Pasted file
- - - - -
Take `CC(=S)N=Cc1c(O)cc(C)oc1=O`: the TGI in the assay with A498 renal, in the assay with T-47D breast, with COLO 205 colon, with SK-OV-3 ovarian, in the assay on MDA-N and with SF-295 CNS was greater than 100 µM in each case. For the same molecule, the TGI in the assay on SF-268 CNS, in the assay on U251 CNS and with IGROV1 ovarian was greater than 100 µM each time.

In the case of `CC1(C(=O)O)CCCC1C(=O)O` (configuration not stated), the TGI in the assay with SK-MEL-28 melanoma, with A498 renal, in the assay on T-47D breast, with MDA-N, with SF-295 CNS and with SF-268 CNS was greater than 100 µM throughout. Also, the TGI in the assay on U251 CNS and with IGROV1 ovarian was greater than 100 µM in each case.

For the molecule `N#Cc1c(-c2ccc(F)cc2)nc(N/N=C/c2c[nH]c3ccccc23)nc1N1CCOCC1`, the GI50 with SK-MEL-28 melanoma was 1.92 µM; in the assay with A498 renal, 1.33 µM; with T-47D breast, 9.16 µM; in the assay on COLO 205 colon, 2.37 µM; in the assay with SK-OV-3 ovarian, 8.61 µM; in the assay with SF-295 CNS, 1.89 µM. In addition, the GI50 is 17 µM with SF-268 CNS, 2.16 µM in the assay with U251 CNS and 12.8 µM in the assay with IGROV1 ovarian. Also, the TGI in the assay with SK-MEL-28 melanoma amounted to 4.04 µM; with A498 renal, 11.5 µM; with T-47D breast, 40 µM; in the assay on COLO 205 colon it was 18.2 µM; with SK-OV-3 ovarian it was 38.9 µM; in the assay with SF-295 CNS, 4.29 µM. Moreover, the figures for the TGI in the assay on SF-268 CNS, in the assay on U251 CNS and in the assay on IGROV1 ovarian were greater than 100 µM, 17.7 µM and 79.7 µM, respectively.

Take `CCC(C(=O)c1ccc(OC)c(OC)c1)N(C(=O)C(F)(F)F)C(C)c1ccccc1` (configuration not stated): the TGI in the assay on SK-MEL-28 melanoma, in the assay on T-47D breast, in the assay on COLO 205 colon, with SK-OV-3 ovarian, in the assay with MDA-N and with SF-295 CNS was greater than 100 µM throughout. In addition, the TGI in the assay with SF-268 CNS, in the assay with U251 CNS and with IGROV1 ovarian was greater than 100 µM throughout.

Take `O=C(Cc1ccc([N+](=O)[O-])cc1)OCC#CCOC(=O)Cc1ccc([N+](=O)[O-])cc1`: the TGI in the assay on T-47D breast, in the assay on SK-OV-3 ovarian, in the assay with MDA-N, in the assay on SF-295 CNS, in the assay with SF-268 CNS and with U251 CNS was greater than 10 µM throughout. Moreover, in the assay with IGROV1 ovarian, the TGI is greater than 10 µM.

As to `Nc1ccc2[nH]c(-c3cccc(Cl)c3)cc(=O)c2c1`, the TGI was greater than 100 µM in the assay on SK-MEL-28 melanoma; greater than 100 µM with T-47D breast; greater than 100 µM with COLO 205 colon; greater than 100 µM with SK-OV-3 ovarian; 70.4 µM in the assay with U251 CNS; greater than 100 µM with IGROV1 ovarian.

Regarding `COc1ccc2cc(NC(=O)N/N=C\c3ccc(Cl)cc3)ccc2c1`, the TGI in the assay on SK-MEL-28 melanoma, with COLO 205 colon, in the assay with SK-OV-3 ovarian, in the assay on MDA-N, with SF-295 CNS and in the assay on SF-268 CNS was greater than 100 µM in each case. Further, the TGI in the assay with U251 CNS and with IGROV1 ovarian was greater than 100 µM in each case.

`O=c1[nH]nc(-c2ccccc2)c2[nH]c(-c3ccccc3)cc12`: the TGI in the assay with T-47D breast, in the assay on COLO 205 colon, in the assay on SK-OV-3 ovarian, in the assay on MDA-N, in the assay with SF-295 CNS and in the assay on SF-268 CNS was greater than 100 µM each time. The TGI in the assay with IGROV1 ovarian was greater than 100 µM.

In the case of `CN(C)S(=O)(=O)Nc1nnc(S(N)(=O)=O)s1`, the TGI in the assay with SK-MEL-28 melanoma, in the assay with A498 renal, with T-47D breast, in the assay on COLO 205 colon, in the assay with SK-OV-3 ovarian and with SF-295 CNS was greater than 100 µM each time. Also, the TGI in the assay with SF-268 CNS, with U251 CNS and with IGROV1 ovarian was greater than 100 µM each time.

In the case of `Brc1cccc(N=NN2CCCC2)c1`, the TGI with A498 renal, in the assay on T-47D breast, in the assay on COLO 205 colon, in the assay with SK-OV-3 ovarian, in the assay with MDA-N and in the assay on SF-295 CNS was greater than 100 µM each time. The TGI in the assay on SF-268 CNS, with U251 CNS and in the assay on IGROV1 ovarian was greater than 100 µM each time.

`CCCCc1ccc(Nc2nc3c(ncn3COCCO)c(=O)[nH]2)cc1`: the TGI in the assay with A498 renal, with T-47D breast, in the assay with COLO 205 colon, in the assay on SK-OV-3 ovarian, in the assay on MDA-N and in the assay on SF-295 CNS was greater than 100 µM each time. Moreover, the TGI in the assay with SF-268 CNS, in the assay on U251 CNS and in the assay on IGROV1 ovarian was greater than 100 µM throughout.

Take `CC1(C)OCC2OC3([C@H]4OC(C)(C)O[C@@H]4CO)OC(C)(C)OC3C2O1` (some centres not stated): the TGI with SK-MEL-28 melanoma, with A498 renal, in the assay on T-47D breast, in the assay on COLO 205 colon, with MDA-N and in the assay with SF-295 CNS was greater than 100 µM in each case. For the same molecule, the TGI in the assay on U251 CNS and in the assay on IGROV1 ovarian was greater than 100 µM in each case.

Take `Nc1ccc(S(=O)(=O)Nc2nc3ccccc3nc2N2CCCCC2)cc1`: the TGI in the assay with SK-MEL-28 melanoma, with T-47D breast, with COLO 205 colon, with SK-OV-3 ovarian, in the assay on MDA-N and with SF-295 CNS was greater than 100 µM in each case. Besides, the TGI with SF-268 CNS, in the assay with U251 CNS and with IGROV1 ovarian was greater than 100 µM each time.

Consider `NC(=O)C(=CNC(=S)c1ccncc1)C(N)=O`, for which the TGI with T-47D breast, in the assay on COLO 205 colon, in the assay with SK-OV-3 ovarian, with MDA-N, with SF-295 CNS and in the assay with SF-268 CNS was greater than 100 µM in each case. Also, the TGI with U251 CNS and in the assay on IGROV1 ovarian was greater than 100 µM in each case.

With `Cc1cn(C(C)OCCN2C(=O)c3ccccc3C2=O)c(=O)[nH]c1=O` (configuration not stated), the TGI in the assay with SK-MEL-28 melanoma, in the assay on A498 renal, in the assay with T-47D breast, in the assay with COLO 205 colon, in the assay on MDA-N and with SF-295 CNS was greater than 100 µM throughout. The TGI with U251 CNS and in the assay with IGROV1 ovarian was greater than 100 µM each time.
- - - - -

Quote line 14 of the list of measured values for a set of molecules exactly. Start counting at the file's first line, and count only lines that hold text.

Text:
Consider `NC(=O)C(=CNC(=S)c1ccncc1)C(N)=O`, for which the TGI with T-47D breast, in the assay on COLO 205 colon, in the assay with SK-OV-3 ovarian, with MDA-N, with SF-295 CNS and in the assay with SF-268 CNS was greater than 100 µM in each case. Also, the TGI with U251 CNS and in the assay on IGROV1 ovarian was greater than 100 µM in each case.